Monday, October 24, 2011

Application Review: Puddletag for Linux (installed in Ubuntu 10.04)

Puddletag is an audio tag editor that I stumbled upon while browsing through the WebUPd8 PPA for Ubuntu Linux. While not an application I was looking for at the time, it did fill a need for me.

I have a number of MP3 files that do not have meta tag data entered. And while this worked fine in my car stereo MP3 player that only read file names, virtually all modern music players I have used as of late rely on this data for display. So, wanting to sort my music for playback on my computer I would need this data entered. I had previously used a Windows based program called "Stamp" which wasn't very quick, and doesn't fit anymore as I use a Linux system for my personal computer and want to find a native Linux application for all my computing needs.

The interface of Puddletag is simple and efficient. Browse for your media location on the left hand side and on the right you are greeted with a spreadsheet like view of all the editable fields (file name, artist, title, album etc...). This view is very easy to work with and will even let you copy and paste a field over multiple files (say album title).

I did find that some operations are night lightning quick, but that could be a combination of editing files on a USB hard drive and my older Pentium 4 system. It is by no means unbearably slow, and plenty tolerable to use. I have started working on my collection and will continue till the last of my files have been edited and ready to load up in my music player. I would highly recommend giving Puddletag a try if you have need to edit meta data on any audio files.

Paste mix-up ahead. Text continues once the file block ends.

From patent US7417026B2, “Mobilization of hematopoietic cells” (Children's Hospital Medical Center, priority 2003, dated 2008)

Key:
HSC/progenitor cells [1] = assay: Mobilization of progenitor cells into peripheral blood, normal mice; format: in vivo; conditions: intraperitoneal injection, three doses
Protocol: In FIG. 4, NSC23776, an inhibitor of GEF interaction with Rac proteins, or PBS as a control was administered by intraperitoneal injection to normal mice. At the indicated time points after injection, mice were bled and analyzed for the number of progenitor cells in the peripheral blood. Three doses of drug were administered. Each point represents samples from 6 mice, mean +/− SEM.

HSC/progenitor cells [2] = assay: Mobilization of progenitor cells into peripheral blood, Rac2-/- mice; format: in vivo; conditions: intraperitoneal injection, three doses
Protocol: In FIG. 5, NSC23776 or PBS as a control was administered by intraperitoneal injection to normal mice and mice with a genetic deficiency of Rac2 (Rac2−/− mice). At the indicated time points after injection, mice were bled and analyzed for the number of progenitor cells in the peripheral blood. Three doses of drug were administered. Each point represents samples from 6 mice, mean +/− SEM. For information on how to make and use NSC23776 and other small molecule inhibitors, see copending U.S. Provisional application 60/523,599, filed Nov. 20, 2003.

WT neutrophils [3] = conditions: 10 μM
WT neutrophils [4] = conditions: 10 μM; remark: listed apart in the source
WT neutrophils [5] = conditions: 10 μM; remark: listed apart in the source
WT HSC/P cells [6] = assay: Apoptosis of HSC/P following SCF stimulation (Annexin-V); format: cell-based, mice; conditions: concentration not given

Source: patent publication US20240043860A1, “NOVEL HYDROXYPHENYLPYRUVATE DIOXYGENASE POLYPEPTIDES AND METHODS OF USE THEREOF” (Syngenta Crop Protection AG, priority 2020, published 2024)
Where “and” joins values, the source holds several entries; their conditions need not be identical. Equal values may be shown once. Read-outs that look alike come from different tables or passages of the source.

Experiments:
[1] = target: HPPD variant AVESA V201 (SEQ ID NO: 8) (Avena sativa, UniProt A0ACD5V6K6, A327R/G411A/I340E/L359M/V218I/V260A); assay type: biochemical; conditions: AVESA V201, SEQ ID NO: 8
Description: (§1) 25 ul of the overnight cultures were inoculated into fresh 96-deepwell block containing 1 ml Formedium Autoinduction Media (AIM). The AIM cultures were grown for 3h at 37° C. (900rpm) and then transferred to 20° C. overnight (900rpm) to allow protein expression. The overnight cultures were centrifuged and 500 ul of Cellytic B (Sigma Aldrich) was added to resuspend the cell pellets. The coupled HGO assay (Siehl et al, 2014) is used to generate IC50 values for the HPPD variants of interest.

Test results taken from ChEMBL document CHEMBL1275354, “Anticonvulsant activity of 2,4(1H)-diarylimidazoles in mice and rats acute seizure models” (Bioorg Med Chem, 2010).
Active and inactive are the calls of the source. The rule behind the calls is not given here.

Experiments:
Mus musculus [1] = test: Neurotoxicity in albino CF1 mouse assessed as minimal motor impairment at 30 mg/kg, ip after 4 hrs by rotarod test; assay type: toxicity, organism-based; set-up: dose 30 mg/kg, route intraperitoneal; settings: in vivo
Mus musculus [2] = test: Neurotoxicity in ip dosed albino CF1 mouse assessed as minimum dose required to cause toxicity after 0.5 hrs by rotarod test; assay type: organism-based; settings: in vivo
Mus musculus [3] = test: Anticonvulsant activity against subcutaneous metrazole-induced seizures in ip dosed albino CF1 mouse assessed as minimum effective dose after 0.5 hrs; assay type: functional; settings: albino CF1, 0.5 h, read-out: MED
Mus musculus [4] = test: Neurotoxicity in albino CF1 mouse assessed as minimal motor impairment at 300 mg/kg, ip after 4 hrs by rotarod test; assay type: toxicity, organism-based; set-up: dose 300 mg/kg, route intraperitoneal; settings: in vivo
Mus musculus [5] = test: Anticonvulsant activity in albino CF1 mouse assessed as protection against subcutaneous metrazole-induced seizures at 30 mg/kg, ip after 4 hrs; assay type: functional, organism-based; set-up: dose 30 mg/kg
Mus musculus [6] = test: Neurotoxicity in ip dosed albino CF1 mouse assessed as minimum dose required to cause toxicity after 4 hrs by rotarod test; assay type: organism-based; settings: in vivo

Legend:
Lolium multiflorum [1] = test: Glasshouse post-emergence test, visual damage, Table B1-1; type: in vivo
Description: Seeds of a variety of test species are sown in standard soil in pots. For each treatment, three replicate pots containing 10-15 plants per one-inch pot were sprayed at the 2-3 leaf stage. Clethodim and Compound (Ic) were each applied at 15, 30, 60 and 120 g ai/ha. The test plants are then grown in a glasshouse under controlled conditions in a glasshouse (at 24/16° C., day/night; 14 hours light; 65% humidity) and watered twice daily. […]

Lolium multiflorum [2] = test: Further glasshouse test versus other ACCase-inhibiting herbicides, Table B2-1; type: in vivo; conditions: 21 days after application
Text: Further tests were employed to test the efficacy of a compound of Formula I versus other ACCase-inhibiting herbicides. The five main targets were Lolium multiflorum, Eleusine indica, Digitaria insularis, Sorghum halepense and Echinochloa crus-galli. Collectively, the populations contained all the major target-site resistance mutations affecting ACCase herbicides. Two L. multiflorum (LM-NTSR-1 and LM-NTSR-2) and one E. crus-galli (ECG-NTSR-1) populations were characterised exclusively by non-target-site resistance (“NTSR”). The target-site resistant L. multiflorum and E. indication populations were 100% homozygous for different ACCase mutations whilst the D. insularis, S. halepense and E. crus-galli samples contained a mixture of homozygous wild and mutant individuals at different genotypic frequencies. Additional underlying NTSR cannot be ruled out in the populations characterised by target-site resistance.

Puddeltag is available in the WebUpd8 PPA or from the developers SourceForge site. Give it a try, I doubt you will be disappointed.

Wednesday, October 19, 2011

Good news about Gimp Development from Libre Graphics World

According to a post on Libre Graphics World, the Gimp development team is likely looking at saving an obstacle to the Gimp 2.8 release for a future release to prevent further delays of the 2.8 release date. This change hasn't been reflected on the Official Schedule for the release of the next version, currently projected for January of 2012 and being pushed back nearly every day.

In my opinion, The Gimp program has huge potential for a graphics editing program but at least two factors are holding it back at this time. First, for those used to other programs the floating windows that make up the user interface can be a nightmare to work with and be especially confusing for new users. This is even more apparent on smaller screens where you have little room to lose for the main image window. This will be eliminated when 2.8 is finally released with the single window mode.

The second part is the pace of development. While I am not a fan of the rapid release schedules seen in some open source software, development that is too slow can be even more frustrating. The Gimp could definitely benefit from a quicker release schedule as the current development pace can feel painfully slow. Getting bug fixes and new releases out to the public sooner rather than later is definitely a plus. To accomplish this, the Gimp simply needs more developers on the team.

Tuesday, October 11, 2011

How Windows 7 Makes Tech Support Easier